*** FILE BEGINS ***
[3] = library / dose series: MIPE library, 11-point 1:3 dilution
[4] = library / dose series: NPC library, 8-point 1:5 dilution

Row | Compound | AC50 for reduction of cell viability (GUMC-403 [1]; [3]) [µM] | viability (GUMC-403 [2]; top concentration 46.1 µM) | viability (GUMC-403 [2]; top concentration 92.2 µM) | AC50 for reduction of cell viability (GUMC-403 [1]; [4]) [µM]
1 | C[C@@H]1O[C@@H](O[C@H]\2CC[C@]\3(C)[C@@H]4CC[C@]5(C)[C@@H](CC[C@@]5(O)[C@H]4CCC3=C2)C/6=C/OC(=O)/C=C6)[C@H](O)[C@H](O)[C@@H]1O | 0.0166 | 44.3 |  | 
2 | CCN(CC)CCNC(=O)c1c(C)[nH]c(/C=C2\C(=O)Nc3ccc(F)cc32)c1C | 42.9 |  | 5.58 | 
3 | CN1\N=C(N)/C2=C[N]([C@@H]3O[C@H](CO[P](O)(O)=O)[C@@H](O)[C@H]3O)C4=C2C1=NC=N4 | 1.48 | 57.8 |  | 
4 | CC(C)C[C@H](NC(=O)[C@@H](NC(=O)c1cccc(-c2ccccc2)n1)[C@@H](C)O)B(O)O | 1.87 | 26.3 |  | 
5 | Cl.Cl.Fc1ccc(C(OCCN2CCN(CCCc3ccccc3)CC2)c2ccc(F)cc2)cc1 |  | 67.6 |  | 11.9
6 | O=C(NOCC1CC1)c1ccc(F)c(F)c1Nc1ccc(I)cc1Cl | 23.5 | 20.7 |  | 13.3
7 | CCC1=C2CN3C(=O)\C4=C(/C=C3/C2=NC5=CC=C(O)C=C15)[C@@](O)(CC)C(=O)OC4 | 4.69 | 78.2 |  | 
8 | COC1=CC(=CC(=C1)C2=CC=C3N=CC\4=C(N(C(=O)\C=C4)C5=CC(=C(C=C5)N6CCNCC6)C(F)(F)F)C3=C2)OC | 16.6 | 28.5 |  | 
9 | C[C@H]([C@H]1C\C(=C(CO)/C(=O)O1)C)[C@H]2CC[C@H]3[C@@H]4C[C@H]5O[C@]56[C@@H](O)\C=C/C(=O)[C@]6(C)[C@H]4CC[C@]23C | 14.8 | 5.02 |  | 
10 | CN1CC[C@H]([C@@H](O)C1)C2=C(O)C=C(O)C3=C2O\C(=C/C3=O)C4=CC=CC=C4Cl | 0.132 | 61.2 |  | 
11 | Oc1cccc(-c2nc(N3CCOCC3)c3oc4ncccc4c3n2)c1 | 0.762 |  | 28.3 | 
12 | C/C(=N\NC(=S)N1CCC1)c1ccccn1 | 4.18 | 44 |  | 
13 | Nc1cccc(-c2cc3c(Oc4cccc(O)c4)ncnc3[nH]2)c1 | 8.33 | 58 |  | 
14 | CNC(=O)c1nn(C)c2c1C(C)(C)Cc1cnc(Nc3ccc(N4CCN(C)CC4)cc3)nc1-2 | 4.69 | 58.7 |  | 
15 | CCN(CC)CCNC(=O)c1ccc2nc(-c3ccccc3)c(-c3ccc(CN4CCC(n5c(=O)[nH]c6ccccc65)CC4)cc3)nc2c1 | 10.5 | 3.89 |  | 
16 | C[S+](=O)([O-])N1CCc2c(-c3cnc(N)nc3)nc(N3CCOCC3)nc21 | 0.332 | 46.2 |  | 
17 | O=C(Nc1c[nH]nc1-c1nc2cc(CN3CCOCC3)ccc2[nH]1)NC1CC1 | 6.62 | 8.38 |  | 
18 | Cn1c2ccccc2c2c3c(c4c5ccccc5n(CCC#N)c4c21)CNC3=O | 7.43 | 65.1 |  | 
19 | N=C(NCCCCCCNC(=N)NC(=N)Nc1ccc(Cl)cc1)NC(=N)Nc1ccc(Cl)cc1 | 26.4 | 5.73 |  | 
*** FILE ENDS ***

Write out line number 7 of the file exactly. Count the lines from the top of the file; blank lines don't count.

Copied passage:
4 | CC(C)C[C@H](NC(=O)[C@@H](NC(=O)c1cccc(-c2ccccc2)n1)[C@@H](C)O)B(O)O | 1.87 | 26.3 |  | 